Investigation number
Occurrence date
Report release date
Report status
Investigation type
Occurrence Investigation
Investigation status
Occurrence category
Highest injury level

At about 0914 on Tuesday 18 June 2002 a scheduled suburban electric passenger train number 1648, on an up journey, collided with an approaching scheduled suburban electric empty train number 1025, on a down journey, on a section of single line, 772.3 metres south of Epping Railway station. Passenger train 1648 had a driver and 16 passengers on board, while the empty train 1025 had a driver and two other drivers travelling as passengers with the train. Train 1025 was traversing a single line section and crossing into Epping Yard at the time of the collision. The leading cab on train 1025 had just traversed a set of points and passed the fouling point for both the main line and the crossover line into Epping Yard, moments prior to the collision. Train 1648 had departed Epping platform and was advanced into the single line section on a restricted indication, and had subsequently passed signal EPP121 that was indicating stop. Both trains and infrastructure, including signalling and tracks, were operated by Melbourne Transport Enterprises, through Connex Trains Melbourne (CTM) and Alstom Melbourne Transport Limited (AMTL).

Damaged passenger train

Emergency services, including the Police, Fire and Ambulance services attended the scene. The driver of the passenger train suffered bruising to his right upper arm, but was discharged from hospital on the day of the collision. Minor injuries to passengers were reported. No passengers were hospitalised.

The evidence available, including an expert medical assessment, suggests that the driver of train 1648's performance was impaired by his physically 'unwell' condition. He could not recall events between the departure from Epping station on the up journey and the point that the train passed signal EPP121 at stop, a period of about one minute. As a result, signal EPP121 was passed at stop and a collision occurred. Train 1648 was travelling at about 60 km/h and train 1025 at about 12 km/h, at the point of initial impact.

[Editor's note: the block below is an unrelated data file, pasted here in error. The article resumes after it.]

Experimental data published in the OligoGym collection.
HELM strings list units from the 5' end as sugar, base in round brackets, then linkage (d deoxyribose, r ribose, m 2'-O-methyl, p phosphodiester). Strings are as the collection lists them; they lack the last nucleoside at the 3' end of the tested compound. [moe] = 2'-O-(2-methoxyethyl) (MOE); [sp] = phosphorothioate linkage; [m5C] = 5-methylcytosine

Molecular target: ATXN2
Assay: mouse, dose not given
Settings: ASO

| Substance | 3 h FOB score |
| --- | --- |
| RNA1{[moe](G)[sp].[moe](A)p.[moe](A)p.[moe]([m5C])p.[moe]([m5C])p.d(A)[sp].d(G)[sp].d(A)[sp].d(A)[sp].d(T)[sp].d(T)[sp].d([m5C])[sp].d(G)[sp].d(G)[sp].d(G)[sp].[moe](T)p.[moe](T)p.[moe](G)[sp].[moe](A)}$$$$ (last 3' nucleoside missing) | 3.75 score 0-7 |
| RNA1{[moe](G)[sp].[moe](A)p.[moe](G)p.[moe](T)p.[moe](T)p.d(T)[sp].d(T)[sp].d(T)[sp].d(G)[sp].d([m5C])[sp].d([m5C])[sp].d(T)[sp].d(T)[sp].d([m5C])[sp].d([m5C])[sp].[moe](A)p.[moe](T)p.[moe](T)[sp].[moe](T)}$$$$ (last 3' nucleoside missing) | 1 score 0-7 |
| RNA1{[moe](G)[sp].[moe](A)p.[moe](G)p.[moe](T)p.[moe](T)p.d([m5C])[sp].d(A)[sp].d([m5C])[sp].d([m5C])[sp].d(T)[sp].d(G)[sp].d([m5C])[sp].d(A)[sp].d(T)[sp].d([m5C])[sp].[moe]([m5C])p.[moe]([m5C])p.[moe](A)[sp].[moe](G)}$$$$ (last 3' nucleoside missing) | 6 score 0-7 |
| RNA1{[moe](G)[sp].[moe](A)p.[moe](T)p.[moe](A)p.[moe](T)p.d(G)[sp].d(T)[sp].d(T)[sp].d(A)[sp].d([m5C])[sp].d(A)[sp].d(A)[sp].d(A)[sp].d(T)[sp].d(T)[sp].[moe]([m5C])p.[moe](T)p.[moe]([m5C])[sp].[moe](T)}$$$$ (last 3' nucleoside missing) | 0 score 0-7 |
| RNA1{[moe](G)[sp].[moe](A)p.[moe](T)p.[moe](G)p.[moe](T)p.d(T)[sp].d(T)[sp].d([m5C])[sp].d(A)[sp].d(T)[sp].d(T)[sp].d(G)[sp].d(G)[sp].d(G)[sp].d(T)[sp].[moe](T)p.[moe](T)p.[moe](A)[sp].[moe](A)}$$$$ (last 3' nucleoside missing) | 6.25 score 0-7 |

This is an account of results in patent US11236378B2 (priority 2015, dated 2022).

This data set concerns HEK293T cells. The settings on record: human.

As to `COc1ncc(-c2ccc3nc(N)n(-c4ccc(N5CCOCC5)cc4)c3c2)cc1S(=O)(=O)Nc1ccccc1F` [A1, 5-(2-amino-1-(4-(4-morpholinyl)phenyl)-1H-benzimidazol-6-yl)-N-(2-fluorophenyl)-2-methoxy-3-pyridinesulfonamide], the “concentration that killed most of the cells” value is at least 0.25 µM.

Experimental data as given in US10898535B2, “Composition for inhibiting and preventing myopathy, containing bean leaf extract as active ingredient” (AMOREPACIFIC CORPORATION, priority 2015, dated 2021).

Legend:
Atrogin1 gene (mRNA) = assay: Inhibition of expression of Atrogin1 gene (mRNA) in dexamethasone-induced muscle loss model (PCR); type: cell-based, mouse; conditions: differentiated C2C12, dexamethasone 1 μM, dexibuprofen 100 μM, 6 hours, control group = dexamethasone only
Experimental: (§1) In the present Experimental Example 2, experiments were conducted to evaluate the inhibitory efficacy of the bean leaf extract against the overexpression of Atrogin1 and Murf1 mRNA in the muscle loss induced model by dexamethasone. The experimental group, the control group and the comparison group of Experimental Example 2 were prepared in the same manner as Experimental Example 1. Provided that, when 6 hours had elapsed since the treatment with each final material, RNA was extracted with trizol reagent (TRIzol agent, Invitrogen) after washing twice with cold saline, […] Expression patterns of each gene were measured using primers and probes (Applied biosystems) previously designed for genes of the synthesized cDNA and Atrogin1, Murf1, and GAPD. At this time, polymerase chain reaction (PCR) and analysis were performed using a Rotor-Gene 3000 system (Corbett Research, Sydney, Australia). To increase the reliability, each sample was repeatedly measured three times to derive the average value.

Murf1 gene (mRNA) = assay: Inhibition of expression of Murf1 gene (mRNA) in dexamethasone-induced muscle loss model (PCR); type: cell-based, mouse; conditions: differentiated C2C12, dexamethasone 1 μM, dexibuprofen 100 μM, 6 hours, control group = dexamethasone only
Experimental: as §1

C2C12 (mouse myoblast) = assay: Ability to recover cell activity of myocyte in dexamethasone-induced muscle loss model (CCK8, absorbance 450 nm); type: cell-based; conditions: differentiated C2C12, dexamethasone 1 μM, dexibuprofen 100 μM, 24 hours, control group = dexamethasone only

Signal distances at Epping

Diagram showing Epping Yard signal distances


There are safeguards or defences to protect against such an accident. On this occasion the defences in place failed to prevent the accident. A number of defences were identified as being inadequate in terms of design or application.

The investigation established that train maintenance was not a factor in the accident. In addition, the signalling system, which incorporates automatic train stops, operated within its design criteria. However, the design criteria of the signalling system was such that it could not maintain a minimum safety margin to prevent the collision, given the speed of the passenger train involved.

Trains are fitted with pilot valves (including a dead man's handle), so that in the event that a driver becomes incapacitated the train should be brought to a halt. On this occasion the driver of train 1648 had become incapacitated but the pilot valve did not activate by applying the train's emergency brakes.

The performance of the driver of train 1648 was impaired by migraine symptoms, and possibly treatment, and the effect of stressful personal circumstances. The driver's history of migraine had been declared during regular medical assessments but the medical guidelines did not address the symptoms or treatment for a potentially incapacitating illness. The report also addresses factors that contribute to the driver working when he was unwell.

The Investigation Team has also reviewed the factors surrounding the Footscray collision on 5 June 2001 (ATSB rail investigation report no. 11-01) and considers this event to contain some similar safety issues.

A number of safety actions have been taken or are underway through the Victorian Department of Infrastructure.

The report's recommendations on pages 41 and 42 relate to:

  • the design of the signalling system;
  • the train working procedures for trains operating on single line sections of track;
  • the medical fitness/assessment guidelines;
  • the medical conditions that can impair or incapacitate a train driver;
  • driver sign-on procedures;
  • sick leave policy;
  • emergency procedures; and
  • recommendations contained in the ATSB Footscray investigation report.

Copies of the report are available from the Director Public Transport Safety, Victorian Department of Infrastructure, Plaza Level, 80 Collins Street, Melbourne or by telephoning (03) 9655 6402.